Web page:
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Murasaki Shikibu's The Tale of GenjiPhilosophical Perspectives$
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James McMullen

Print publication date: 2019

Print ISBN-13: 9780190654979

Published to Oxford Scholarship Online: May 2019

DOI: 10.1093/oso/9780190654979.001.0001

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The Epistemology of Space in The Tale of Genji

The Epistemology of Space in The Tale of Genji

Chapter:
(p.68) Chapter 2 The Epistemology of Space in The Tale of Genji
Source:
Murasaki Shikibu's The Tale of Genji
Author(s):

Wiebke Denecke

Publisher:
Oxford University Press
DOI:10.1093/oso/9780190654979.003.0003

Although The Tale of Genji is today the quintessentially Japanese national classic, its engagement with China shapes the tale on virtually every page. This essay argues that Murasaki Shikibu was keenly interested in philosophical questions of how humans experience space and that China played a pivotal role in formulating and engaging these questions. As a Heian woman she had no access to the world of Chinese-style poetry composition or the Confucian Academy, but she deploys China as a marker of spatial or temporal difference that inspires her probing of fundamental questions: How can spaces convey moods and structure human experience? How can a woman narrate inaccessible male spaces? This essay shows how philosophical questions about the experience and description of space drive the tale’s plot and character portrayal and how this “epistemology of space” is predicated on the manifold presences of China at the heart of the Genji’s brilliant narrative art and psychological depth.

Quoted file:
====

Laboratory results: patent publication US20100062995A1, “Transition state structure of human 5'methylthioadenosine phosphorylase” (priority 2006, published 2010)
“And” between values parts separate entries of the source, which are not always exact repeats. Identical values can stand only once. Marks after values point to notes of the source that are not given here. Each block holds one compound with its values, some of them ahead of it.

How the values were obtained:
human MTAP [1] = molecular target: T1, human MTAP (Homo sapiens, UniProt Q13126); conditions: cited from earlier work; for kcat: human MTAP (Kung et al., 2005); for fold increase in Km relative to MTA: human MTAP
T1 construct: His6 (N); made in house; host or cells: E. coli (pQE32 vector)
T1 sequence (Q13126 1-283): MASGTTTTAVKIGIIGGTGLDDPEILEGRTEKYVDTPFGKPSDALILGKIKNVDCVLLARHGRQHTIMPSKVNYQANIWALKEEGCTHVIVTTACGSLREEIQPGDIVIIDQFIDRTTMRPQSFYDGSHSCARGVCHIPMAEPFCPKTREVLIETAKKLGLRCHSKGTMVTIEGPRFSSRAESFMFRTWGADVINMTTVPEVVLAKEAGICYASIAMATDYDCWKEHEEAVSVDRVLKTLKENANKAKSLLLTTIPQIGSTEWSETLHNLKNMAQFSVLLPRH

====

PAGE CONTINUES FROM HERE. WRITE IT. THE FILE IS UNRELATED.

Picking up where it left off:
Keywords:   epistemology of space, narratology of space, chronotope, Nishida Kitarō, wa-kan dialectic, Chinese poetry, Genji and China, Heian women writings, Sinographic Sphere, Sinitic poetry in Japan

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